New Friendships and Superb Hiking on Blue Mountain Bus Trips

Hike leaders Michael Humpage and George Lennon have been leading a series of bus hikes to complete the 70km of Blue Mountain section’s Main Trail from Swiss Meadows south to Lavendar. Those trips had up to 44 of us hiking together.  Of all these hikers, 18 participants have now completed the six trips that took them from End-to-End to earn their Boot Badge. Each Bruce Trail club, like the Blue Mountain Club and including our own Toronto Club, offers badges for completing its section of the Trail and for other challenges.

On all of these trips that Michael and George led, before the bus returned to Toronto, the walkers would visit a local town for refreshments in its bakeries, coffee shops, or pubs. With the final trip, the celebration of a good day outdoors became especially festive because of the accomplishments of the end-to-enders. If you have not had such an experience yourself, or if you have and would like another like it, then join Sajedeh Zahraei and Celia Ho on May 25th as they lead the first of their series of five hikes through the Caledon section. Registration begins on May 11th at 7 AM and can be found here: .

Michael and George’s hikes began last September on a beautiful day overlooking Nottawasaga Bay. The early-morning clouds had lifted so that we could see from Collingwood below us and all the way over to the east shore of Georgian Bay.  Six weeks later, in October, our next hike immersed us in fall colours as we climbed the highest point on the Bruce Trail and then descended along the rushing waters of the aptly-named Pretty River.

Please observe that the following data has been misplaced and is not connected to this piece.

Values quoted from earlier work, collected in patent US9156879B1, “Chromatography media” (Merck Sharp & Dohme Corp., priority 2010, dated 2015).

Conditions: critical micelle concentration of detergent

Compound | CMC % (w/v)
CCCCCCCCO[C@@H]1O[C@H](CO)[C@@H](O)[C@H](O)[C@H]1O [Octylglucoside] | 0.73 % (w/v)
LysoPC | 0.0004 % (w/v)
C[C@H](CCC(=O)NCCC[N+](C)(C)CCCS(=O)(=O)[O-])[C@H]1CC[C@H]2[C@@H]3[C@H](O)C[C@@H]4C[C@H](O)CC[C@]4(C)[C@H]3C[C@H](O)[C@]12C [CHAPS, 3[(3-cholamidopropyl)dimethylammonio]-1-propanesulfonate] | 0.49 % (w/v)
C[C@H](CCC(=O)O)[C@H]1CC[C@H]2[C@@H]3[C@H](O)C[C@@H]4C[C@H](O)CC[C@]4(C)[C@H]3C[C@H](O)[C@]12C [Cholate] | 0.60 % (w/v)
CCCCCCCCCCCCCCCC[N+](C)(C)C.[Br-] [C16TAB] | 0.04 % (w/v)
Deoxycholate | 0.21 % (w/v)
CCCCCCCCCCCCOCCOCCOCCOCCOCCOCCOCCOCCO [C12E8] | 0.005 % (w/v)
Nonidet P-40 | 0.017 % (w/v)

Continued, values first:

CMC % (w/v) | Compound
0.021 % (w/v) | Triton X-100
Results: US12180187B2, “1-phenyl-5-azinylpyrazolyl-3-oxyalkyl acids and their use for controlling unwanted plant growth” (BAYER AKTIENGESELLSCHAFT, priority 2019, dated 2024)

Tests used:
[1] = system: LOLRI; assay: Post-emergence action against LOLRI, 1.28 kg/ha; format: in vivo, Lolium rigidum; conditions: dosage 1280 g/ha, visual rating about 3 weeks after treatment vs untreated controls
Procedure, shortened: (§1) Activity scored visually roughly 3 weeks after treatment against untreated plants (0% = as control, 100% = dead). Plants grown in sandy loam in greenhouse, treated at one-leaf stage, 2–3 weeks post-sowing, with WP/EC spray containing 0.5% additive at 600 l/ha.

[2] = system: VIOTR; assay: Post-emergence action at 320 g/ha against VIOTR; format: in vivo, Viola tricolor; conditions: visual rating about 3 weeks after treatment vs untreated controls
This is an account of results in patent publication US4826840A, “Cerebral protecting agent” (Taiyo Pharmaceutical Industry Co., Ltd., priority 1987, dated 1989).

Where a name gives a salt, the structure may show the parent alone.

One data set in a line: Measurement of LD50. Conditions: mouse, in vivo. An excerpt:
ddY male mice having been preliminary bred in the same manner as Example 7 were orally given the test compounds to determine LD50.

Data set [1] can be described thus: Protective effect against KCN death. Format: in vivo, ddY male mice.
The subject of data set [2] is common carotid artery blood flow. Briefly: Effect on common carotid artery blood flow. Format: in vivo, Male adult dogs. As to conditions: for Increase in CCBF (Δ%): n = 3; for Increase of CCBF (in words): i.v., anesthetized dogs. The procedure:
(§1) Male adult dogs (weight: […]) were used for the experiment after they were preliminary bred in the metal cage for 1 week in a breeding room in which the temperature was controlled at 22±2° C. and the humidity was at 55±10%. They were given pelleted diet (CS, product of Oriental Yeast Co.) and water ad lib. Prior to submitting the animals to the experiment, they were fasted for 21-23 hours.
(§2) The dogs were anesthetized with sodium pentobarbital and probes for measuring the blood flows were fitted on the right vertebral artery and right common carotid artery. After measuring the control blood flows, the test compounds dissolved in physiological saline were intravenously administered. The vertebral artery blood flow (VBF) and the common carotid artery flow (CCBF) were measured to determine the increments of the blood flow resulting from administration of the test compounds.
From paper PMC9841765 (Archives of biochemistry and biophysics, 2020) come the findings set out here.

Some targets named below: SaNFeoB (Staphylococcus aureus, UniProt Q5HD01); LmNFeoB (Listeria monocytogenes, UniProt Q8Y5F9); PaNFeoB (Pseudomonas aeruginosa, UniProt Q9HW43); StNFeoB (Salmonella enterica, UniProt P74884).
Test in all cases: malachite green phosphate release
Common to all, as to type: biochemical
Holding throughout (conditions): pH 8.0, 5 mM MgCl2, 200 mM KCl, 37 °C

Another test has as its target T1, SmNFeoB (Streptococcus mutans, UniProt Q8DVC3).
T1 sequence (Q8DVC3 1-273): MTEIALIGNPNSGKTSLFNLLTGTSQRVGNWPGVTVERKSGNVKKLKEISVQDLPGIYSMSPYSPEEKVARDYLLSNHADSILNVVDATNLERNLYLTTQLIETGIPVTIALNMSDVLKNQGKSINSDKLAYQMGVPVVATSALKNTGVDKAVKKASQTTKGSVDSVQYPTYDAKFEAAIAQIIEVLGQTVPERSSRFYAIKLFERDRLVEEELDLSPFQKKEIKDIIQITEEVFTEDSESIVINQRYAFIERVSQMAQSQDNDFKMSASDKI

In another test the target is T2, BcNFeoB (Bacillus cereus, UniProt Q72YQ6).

By the end of October, on the following hike, the dying leaves had mostly fallen from the trees. Where the leaves were damp, footing could be slippery and treacherous, and we were traversing along the crevices and clifftops near the Standing Rock and Caves. We passed by an emergency crew from the Blue Mountains Fire Services practicing their rescue techniques should a hiker fall through one of the deep cracks splitting the Niagara Escarpment.

Two weeks later, as our bus neared Stayner, we could see in the distance that the Escarpment was white with newly-fallen snow. The lake-effect snowfall, so early in the season, was not what we had expected from the forecasts for the day. The views of the heavily-laden branches on the tree below us in Devil’s Glen were remarkable.  However, much of that snow had disappeared when, late November, we returned to finish out our walk along the Mad River and Nottawasaga Bluffs.

With winter almost upon us, we waited until the first weekend in April to do our final hike to conclude the End-to-End of the section. We descended to the Noisy River and then climbed up to reach the Dufferin Heights. Some of us were already making plans for our next series of end-to-end bus hikes that would take us onward into the Dufferin Heights Club’s section of the Bruce Trail.

  • Courtesy, George Lennon